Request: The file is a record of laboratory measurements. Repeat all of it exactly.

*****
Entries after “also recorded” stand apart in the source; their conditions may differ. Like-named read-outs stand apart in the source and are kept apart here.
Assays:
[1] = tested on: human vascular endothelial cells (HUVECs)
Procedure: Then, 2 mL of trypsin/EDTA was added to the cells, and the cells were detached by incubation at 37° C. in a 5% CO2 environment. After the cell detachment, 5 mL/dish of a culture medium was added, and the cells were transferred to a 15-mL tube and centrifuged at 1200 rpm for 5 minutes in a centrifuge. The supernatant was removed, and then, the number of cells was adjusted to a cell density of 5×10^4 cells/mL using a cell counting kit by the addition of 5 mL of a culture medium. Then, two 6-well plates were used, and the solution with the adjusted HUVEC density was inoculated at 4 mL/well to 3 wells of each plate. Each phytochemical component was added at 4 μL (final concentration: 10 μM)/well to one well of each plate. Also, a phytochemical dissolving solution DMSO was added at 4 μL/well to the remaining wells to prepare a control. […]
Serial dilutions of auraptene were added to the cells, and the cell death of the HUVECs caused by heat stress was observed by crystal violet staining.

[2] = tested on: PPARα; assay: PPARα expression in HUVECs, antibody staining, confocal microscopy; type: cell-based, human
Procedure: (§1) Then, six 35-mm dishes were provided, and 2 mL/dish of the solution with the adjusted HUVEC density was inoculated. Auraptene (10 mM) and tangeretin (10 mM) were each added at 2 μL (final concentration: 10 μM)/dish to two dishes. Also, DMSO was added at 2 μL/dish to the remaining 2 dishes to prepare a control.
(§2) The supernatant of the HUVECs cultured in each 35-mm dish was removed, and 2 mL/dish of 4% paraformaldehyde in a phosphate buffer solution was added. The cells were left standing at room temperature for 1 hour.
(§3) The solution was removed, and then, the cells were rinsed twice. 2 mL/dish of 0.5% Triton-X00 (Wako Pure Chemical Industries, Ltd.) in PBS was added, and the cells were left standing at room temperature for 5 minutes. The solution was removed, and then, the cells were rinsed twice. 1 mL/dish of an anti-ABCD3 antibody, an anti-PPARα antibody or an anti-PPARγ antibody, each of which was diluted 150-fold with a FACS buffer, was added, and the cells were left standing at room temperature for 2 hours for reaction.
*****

Entries after “also recorded” stand apart in the source; their conditions may differ. Like-named read-outs stand apart in the source and are kept apart here.
Assays:
[1] = tested on: human vascular endothelial cells (HUVECs)
Procedure: Then, 2 mL of trypsin/EDTA was added to the cells, and the cells were detached by incubation at 37° C. in a 5% CO2 environment. After the cell detachment, 5 mL/dish of a culture medium was added, and the cells were transferred to a 15-mL tube and centrifuged at 1200 rpm for 5 minutes in a centrifuge. The supernatant was removed, and then, the number of cells was adjusted to a cell density of 5×10^4 cells/mL using a cell counting kit by the addition of 5 mL of a culture medium. Then, two 6-well plates were used, and the solution with the adjusted HUVEC density was inoculated at 4 mL/well to 3 wells of each plate. Each phytochemical component was added at 4 μL (final concentration: 10 μM)/well to one well of each plate. Also, a phytochemical dissolving solution DMSO was added at 4 μL/well to the remaining wells to prepare a control. […]
Serial dilutions of auraptene were added to the cells, and the cell death of the HUVECs caused by heat stress was observed by crystal violet staining.

[2] = tested on: PPARα; assay: PPARα expression in HUVECs, antibody staining, confocal microscopy; type: cell-based, human
Procedure: (§1) Then, six 35-mm dishes were provided, and 2 mL/dish of the solution with the adjusted HUVEC density was inoculated. Auraptene (10 mM) and tangeretin (10 mM) were each added at 2 μL (final concentration: 10 μM)/dish to two dishes. Also, DMSO was added at 2 μL/dish to the remaining 2 dishes to prepare a control.
(§2) The supernatant of the HUVECs cultured in each 35-mm dish was removed, and 2 mL/dish of 4% paraformaldehyde in a phosphate buffer solution was added. The cells were left standing at room temperature for 1 hour.
(§3) The solution was removed, and then, the cells were rinsed twice. 2 mL/dish of 0.5% Triton-X00 (Wako Pure Chemical Industries, Ltd.) in PBS was added, and the cells were left standing at room temperature for 5 minutes. The solution was removed, and then, the cells were rinsed twice. 1 mL/dish of an anti-ABCD3 antibody, an anti-PPARα antibody or an anti-PPARγ antibody, each of which was diluted 150-fold with a FACS buffer, was added, and the cells were left standing at room temperature for 2 hours for reaction.